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Catalyst for change - Menzies urges JFF, sponsors to aid Girlz in effort to spread women’s game in communities

Published:Thursday | June 20, 2019 | 12:00 AMAndrÈ Lowe/Sports Editor
National senior women’s football team winger Trudi Carter juggles a ball during a training session at Stade Eugene Thenard in Grenoble, France on Monday, ahead of the team’s final Group C FIFA Women’s World Cup match against Australia a day later.
Jamaica forward Cheyna Matthews (right) drives a hard shot on goal as Australia’s Karly Roestbakken looks on during the teams’ final Group C game of the FIFA Women’s World Cup at the Stade des Alpes in Grenoble, France, on Tuesday.


The story of Jamaica’s road to the 2019 FIFA Women’s World Cup (FWWC) qualification is well documented.

Raised from the ashes through the benevolence of Cedella Marley, daughter of reggae icon Bob Marley, the Reggae Girlz booked their spot to football’s showpiece event after finishing third in the Concacaf Women’s Championships last October.

They capped that journey with their first goal at the FWWC on Tuesday after a 4-1 loss to Australia at the Stade des Alpes in their final game of the tournament.

Havana Solaun got the historic goal for the Jamaicans, finishing off a defence-splitting pass from Khadija Shaw in the 49th minute by rounding Australian goalkeeper Lydia Williams during a strong display by the Reggae Girlz.

In the end, the Jamaicans didn’t have enough to stop the Aussies, and their top striker, Sam Kerr, who scored all four goals for the world number 6-ranked Australians, who joined group-topping Italy into the Round of 16 as automatic qualifiers. Brazil, who beat the Italians 1-0 yesterday, also advanced as one of four best third-placed teams.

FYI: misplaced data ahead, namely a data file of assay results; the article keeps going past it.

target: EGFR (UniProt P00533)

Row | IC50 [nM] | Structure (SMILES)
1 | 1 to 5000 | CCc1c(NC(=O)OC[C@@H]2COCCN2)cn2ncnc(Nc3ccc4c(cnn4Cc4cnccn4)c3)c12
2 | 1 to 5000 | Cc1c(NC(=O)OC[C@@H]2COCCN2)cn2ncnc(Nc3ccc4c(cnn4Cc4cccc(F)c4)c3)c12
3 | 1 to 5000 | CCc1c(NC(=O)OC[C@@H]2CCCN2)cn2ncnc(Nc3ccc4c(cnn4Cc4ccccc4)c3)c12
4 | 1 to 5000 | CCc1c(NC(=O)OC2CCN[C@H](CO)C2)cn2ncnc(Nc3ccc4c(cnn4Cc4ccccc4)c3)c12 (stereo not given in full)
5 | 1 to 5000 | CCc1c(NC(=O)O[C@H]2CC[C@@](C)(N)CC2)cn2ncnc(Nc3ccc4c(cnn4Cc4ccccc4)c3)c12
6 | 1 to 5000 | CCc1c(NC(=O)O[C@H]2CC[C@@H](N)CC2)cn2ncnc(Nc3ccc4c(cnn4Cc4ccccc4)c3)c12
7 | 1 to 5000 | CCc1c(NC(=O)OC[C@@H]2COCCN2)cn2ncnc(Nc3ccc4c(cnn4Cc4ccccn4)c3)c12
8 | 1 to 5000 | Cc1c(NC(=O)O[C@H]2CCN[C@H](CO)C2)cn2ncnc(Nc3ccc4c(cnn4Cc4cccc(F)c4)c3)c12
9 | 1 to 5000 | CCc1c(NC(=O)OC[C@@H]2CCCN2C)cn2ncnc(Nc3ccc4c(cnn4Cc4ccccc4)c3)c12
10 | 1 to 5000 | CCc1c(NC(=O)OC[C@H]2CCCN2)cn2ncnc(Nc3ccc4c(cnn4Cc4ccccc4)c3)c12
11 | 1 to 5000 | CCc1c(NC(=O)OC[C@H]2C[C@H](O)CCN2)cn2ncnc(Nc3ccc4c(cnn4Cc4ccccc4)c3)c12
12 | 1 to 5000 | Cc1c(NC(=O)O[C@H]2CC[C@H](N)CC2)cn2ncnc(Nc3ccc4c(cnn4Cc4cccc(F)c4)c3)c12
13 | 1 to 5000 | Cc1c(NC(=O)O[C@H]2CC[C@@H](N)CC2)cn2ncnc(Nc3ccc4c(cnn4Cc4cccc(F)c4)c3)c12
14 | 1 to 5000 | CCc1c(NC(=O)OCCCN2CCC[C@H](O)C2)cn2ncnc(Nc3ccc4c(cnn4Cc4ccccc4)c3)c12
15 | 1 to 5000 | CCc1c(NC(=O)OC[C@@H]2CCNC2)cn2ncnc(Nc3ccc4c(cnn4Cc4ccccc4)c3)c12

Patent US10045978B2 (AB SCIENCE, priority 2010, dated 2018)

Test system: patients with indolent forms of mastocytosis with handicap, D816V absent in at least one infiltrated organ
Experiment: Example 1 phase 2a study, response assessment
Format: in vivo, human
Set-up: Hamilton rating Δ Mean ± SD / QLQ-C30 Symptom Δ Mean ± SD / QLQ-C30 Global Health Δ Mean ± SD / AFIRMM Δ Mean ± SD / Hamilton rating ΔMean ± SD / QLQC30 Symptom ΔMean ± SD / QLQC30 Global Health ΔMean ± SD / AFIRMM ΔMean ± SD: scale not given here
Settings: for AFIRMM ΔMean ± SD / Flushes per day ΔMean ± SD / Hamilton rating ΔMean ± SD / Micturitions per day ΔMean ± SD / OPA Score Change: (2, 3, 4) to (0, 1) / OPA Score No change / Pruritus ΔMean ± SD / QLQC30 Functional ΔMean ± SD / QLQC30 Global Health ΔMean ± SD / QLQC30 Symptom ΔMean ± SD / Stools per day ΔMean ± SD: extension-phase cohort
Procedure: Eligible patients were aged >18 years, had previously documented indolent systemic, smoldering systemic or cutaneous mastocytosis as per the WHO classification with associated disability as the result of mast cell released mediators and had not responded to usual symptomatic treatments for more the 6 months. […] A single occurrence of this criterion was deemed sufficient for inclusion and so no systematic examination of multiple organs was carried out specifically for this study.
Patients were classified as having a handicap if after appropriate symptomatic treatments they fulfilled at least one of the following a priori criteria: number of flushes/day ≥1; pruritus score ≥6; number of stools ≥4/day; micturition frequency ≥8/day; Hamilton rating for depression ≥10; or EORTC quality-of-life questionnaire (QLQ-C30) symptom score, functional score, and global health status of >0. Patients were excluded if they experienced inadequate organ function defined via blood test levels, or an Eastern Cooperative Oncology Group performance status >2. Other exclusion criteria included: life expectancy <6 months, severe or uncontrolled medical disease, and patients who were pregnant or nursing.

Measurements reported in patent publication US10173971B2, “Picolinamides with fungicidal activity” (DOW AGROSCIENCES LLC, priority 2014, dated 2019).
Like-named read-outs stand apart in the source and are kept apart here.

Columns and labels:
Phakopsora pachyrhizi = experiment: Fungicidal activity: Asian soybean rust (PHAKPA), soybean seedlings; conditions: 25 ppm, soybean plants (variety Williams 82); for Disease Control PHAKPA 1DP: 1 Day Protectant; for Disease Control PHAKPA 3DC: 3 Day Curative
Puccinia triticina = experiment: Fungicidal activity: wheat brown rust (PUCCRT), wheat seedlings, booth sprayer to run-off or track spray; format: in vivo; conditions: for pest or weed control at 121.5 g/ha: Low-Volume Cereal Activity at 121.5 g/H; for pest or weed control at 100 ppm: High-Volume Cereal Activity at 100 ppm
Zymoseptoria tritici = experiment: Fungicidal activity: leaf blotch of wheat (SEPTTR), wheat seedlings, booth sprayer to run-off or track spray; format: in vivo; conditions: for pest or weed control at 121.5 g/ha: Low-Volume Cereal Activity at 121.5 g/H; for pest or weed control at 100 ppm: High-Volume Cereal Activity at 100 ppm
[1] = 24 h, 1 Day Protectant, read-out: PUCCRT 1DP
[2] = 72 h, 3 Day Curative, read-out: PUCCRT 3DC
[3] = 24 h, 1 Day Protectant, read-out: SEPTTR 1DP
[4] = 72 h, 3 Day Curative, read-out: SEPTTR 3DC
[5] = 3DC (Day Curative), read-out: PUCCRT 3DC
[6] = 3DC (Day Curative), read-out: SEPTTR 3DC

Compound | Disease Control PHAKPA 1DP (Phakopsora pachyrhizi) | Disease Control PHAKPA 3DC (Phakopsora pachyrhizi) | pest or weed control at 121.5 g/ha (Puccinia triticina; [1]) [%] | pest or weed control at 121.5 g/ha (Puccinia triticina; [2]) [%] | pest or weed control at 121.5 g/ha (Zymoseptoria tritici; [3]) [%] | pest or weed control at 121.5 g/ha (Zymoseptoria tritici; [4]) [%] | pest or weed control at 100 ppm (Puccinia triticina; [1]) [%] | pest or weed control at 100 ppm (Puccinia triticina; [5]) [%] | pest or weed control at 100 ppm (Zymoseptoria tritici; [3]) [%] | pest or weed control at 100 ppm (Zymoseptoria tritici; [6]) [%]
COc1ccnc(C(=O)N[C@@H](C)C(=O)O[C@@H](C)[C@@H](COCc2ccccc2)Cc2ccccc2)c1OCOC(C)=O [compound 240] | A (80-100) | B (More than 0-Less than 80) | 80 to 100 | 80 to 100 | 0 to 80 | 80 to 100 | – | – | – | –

Menzies is hoping that the Girlz’s appearance in France will open the way for greater support and investment in the women’s game in Jamaica and the region.

Beyond the sport itself, he is hoping that the team’s achievement will serve as a platform for greater female empowerment and opportunities for young females.

“We can’t get to a higher platform. We just hope that the federation, the whole Jamaica, comes on board and stays on board. The Federation has made some commitments to the team already. Some of these girls have signed contracts to receive salaries, and that’s a milestone in our region.” Menzies said.

Grass roots vital

“We take these steps because I think for football in Jamaica (to grow) right now, corporate Jamaica and the Federation have to come together to try and create an environment as far as from the grassroots and up and that’s what we are going to go back and work on,” Menzies added.

A key factor in the direction of the sport in Jamaica will be the future of the local club league in Jamaica, which for the past two seasons have been cut short because of a lack of sponsorship.

The Jamaica Football Federation president, Michael Ricketts, has said publicly that the league will be staged this year, but there are no guarantees at this point.

Menzies believes that Jamaica competing on the biggest stage in women’s football will have a big impact on the sport at all levels.

“We want to change the mindset around women playing football in Jamaica. That is something that was more so brought up by Cedella Marley, bringing opportunities to women. We are using the game to bring the platform and hopefully our country will reciprocate,” Menzies pointed out.

He also believed the Reggae Girlz have a big role to play in motivating at risk youth in the island. This is a view shared by Italian-based striker Trudi Carter, who grew up in the crime plagued St Andrew community of Arnett Gardens.

“It’s amazing that we were able to accomplish this. Me realising my dream of playing at the World Cup and playing professionally is a sign to every young girl that they can achieve their dreams, no matter where they are from,” Carter told The Gleaner.

Menzies added: “injecting some of these kids back into their communities to get them talking about their experiences will be important. Obviously corporate Jamaica coming on board, sponsoring some of these players to be a part of their marketing efforts in the country and putting their faces out there on TV and billboards, that’s going to start the evolution to bring more opportunities to football and women.”

Cheyna Matthews spoke to the impact that the Girlz are having on youngsters all across the island.

“The response that we have had from even young girls in Jamaica...” she reflected. “I remember some of the games we played a couple months ago when we had the World Cup trophy coming around, and seeing some of those young girls coming to ask for pictures and saying how excited they were for us, it does mean a lot. It definitely is a sense of responsibility that we owe it to Jamaica, to young girls, to women to anybody who is inspiring to do something this big or bigger,”

Jamaica’s Reggae Girlz will now turn their attention to the Pan American Games, which get started in Lima, Peru from July 26 to August 11.